Down East 2013 ©
We’ve got a lot more of Maine’s number one tourist attraction than we thought. And I’m not talking about lobsters or lighthouses. I’m talking about moose, the ugly beast that has been the subject of controversy since the moose hunt was reestablished in 1980.
Last week Maine’s top moose biologist, Lee Kantar, estimated the state’s moose population to be an astonishing 75,000. That’s 45,000 higher than the estimates Maine’s Department of Inland Fisheries and Wildlife reported up until 2007, when the department’s longtime moose biologist, Karen Morris, upped her estimate as she approached retirement.
Morris stunned a 2007 moose working group when she reported we might have as many as 60,000 moose, begging the question: why aren’t we issuing more moose-hunting permits?
Today, given Kantar’s new estimate, that question is sure to be raised again. In fact, Dr. Vaughn Anthony, a retired national marine biologist from Boothbay and a member of the 2007 working group, has already raised the question.
Anthony notes that DIF&W will issue 3,800 moose hunting permits this year, representing 5 percent of the 75,000 moose in the woods. He says a population of 75,000 moose should allow an annual harvest of 8,000 to 14,000 animals. “We’re annually leaving $50 million in the woods,” Anthony exclaimed, basing that figure on the average amount of money spent by each moose hunting party. His figure ought to get someone’s attention, for sure.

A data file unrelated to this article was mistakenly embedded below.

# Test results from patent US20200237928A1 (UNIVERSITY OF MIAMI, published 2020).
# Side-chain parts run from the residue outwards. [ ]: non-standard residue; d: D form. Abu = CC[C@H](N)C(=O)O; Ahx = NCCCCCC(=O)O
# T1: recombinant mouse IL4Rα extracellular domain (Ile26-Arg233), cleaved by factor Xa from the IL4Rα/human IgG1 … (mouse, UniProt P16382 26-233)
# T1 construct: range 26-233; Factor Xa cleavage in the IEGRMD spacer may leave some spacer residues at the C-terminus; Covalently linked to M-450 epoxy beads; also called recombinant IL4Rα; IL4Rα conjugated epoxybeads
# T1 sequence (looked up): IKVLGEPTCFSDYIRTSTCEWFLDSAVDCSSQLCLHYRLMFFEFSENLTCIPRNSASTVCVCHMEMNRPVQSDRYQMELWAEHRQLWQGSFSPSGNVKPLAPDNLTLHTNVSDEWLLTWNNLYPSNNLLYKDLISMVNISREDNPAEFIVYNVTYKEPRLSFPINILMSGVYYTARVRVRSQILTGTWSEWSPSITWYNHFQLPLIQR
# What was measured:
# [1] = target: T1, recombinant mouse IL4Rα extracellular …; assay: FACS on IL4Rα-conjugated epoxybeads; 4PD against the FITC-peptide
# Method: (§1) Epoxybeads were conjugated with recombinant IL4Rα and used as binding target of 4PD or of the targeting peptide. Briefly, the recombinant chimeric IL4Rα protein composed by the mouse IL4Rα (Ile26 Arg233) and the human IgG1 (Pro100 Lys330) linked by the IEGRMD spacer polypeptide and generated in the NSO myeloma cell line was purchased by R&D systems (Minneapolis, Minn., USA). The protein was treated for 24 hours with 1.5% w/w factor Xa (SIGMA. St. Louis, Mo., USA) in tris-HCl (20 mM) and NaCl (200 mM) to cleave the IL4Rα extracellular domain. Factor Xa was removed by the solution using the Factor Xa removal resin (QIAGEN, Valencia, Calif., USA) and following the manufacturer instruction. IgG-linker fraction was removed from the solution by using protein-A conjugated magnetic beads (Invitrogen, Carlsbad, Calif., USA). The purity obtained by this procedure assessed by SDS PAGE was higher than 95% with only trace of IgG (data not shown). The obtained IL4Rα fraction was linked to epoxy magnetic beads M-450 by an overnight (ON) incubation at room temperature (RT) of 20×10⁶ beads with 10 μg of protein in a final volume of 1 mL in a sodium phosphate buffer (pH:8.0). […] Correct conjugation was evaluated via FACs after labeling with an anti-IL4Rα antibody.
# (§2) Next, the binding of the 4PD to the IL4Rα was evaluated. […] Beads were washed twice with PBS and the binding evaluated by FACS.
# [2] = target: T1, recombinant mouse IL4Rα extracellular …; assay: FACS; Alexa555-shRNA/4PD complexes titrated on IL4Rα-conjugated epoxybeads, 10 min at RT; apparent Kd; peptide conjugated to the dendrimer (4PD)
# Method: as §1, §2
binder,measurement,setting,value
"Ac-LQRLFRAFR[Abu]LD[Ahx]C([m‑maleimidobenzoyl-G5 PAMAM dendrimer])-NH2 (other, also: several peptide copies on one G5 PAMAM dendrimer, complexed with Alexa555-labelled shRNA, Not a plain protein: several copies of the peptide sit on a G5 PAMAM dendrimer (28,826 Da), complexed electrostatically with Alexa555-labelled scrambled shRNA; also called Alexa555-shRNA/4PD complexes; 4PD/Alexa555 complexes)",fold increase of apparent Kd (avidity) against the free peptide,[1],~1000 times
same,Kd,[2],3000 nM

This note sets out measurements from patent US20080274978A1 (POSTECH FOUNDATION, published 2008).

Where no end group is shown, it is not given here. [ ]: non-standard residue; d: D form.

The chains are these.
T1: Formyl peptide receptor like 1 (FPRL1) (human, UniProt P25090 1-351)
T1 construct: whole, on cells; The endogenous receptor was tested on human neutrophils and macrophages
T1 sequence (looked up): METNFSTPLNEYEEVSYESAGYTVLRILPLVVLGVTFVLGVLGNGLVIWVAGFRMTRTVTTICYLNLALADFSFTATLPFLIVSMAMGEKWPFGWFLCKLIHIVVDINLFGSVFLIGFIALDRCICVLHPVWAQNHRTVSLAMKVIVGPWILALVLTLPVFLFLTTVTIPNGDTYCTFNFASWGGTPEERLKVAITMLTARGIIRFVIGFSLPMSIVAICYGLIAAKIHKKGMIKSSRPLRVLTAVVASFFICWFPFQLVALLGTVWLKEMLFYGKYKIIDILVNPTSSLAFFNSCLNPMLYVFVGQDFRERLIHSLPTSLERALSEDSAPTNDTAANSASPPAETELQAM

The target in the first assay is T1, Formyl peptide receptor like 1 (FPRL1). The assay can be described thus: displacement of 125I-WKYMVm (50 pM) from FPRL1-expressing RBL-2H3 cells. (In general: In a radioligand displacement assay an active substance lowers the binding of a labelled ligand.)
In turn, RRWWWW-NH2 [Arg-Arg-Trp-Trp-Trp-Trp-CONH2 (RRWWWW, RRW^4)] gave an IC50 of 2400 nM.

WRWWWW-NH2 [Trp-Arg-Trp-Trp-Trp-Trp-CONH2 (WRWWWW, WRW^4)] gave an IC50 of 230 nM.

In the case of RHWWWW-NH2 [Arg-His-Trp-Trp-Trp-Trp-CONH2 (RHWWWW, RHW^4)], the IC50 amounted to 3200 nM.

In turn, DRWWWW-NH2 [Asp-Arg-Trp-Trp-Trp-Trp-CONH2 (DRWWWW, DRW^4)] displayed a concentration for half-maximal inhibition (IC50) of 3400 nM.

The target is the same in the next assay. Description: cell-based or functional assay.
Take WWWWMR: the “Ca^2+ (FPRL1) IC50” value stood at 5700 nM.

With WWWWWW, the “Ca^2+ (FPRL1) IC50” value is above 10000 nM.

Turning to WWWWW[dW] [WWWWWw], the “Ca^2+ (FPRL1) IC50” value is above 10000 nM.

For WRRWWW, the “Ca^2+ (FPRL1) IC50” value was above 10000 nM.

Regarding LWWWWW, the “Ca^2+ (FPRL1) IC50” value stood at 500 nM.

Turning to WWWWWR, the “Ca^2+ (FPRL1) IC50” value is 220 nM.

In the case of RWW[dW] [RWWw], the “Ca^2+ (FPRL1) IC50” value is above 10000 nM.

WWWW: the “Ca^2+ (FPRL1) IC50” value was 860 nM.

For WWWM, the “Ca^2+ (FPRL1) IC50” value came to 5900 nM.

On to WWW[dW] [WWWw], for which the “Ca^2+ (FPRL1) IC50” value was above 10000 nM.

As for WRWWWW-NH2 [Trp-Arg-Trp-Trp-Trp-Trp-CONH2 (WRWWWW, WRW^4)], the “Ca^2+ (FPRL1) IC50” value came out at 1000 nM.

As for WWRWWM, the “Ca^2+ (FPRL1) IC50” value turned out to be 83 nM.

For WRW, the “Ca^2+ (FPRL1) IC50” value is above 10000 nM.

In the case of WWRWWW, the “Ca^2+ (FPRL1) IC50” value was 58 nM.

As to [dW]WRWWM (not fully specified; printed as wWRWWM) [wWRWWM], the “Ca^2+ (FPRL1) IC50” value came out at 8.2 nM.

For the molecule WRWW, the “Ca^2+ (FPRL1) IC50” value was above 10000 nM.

In 2010, DIF&W substantially increased the number of moose permits, from 3,140 to 3,862. Unfortunately, that did not win back the many hunters who have given up on the moose lottery over the years.
Lottery applications peaked in 1994 at 94,532. Even with the increase in permits, the number of applicants increased only 158 in 2011 from the previous year. In fact, applications from residents, who get 85 percent of the permits, actually decreased by 485!
I've posted a more comprehensive look at moose issues on my website , if you want to know more.